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Published 30 May 2018
As society has become more aware of mental health issues, many employers have responded by introducing well-being measures to help identify and support colleagues who may be struggling.
In 2016, the SRA launched a new initiative to help solicitors experiencing mental health issues.
These issues have increasingly arisen in the context of disciplinary proceedings.
In SRA v Naylor, an assistant solicitor in the corporate department of a large, national firm told a client that certain applications had been made, when that was not the case. Medical evidence obtained on behalf of Mr Naylor confirmed that he had been suffering from an adjustment disorder, exacerbated by work-related stress. This meant that he had a "pre-disposition to avoidance and denial". Although Naylor was found to have acted dishonestly, he avoided strike off, the usual sanction. The misconduct was repeated, took place over a considerable period and was considered serious. The tribunal concluded, however, that a two year suspension including restrictions such as bi-annual medical reports confirming fitness to practise, should be imposed.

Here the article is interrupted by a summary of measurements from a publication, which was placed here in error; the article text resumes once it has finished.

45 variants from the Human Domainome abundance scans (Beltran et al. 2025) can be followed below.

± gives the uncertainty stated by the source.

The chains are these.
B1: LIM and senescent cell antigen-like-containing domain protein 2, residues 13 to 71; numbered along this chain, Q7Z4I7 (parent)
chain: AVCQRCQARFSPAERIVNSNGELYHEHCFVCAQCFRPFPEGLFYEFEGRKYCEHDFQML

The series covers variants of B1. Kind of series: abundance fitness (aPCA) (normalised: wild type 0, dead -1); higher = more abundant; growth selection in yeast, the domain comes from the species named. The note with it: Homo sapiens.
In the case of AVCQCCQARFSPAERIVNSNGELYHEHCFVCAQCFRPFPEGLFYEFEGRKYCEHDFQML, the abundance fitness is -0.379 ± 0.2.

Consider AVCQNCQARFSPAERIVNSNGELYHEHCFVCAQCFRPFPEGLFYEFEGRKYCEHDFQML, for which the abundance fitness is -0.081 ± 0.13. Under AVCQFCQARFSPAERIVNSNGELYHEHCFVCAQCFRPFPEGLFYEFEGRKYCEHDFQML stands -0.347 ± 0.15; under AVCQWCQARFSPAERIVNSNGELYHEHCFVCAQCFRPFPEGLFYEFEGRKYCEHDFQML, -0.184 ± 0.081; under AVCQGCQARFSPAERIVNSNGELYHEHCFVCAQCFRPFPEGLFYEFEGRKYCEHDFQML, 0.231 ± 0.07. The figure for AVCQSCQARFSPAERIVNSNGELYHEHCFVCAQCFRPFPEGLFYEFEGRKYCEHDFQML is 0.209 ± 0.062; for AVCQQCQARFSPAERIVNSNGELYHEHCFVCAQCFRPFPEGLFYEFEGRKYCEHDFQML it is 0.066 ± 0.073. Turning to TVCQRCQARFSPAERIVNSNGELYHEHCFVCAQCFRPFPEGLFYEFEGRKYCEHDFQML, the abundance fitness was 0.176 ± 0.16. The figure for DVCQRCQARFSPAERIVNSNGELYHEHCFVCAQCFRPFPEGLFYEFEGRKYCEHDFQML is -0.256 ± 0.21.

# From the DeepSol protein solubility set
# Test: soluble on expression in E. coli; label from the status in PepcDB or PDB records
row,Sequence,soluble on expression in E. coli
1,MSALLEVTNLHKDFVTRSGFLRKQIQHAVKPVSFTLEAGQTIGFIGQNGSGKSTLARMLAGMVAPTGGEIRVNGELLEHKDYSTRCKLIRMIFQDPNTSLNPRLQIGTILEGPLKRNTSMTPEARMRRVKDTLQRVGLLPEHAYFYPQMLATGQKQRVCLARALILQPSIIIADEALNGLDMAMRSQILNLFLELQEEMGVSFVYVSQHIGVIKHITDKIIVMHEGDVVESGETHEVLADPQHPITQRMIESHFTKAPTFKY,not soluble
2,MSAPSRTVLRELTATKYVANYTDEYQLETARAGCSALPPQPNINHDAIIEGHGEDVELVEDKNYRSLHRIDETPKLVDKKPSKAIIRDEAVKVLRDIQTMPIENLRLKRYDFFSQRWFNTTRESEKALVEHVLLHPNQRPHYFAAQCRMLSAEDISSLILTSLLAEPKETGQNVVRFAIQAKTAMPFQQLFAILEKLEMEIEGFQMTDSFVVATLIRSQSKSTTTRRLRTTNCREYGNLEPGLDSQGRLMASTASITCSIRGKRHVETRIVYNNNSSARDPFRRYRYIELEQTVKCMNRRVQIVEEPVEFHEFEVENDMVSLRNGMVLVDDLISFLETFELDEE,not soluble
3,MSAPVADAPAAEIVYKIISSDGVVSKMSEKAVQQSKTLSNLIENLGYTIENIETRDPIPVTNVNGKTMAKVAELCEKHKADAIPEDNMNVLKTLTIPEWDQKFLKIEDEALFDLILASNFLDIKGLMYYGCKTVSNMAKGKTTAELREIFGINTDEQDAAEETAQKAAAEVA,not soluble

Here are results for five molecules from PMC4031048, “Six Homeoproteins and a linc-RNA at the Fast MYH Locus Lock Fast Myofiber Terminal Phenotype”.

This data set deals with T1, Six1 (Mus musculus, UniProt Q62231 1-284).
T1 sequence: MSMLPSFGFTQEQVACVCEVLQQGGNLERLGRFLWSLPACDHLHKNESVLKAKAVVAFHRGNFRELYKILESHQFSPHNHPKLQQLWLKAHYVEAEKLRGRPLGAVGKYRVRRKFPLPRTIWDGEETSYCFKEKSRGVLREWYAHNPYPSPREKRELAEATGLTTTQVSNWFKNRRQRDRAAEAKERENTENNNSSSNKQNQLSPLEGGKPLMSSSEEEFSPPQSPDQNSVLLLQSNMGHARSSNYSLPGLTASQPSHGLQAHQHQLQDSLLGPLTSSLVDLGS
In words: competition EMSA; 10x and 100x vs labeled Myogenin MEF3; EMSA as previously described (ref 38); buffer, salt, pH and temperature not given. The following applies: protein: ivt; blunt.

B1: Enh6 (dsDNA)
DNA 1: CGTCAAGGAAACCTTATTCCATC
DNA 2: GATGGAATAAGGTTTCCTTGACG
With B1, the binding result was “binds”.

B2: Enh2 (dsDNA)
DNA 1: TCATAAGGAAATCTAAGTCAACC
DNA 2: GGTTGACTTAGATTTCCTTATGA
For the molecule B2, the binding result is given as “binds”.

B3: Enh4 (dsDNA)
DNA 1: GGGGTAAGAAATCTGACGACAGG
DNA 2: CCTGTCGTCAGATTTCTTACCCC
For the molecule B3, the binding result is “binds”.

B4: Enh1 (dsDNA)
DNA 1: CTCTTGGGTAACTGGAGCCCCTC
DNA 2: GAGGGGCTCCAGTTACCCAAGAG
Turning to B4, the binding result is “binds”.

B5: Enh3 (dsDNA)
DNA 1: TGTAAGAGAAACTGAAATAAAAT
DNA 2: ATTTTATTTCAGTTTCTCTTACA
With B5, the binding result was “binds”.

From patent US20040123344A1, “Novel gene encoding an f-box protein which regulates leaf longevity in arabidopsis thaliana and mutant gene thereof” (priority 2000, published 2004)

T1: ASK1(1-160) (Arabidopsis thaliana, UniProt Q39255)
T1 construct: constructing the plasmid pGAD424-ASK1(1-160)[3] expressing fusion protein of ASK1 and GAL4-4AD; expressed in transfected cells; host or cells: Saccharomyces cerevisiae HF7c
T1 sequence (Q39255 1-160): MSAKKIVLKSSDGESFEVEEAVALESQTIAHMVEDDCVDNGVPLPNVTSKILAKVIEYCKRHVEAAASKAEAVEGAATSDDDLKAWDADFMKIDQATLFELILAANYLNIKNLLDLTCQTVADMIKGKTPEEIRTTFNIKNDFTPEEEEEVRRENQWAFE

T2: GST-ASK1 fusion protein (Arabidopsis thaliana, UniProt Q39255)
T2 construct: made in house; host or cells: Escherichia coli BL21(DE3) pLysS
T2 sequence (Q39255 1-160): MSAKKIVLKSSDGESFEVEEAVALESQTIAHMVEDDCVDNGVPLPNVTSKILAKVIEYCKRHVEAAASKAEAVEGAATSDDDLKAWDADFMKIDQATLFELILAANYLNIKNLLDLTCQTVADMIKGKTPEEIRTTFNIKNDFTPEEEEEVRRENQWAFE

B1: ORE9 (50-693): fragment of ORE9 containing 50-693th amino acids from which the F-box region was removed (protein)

In SRA v Smith, a solicitor at an international firm was suspended for 12 months for fabricating an email which had apparently been sent to a client and for misleading the firm when this issue was discovered. A medical report confirmed that Mr Smith had been suffering from a medical condition, the details of which were not disclosed publicly. In that case the SRA, having accepted the medical evidence, chose not to pursue dishonesty charges. The SDT accepted the sanction agreed between the parties.
The case of SRA v Duxbury-Tetley involved a solicitor who dishonestly backdated a document in litigation proceedings. Ms Duxbury-Tetley avoided strike off in favour of a reprimand. Medical evidence concluded that Ms Duxbury-Tetley was suffering from severe mental health issues. The Tribunal commented that her misconduct had been "extremely grave and had it not been for the strong medical evidence, the outcome would have been quite different and far more serious".
The SRA's appeal of Tribunal's decision in SRA v Sovani James is expected to provide guidance on the extent to which health issues should be considered as a mitigating factor. Ms James had previously worked at McMillan Williams Solicitors and was found to have been dishonest, but the SDT allowed her to continue to practice. Ms James alleged that she was experiencing mental health issues and relied on evidence relating to her former employer's working practises. There are calls for compassion in the circumstances. We will report on the High Court decision in due course.
These recent decisions represent a change in attitude towards those experiencing mental health issues. It remains important, however, for firms to take steps to address health issues before problems arise.
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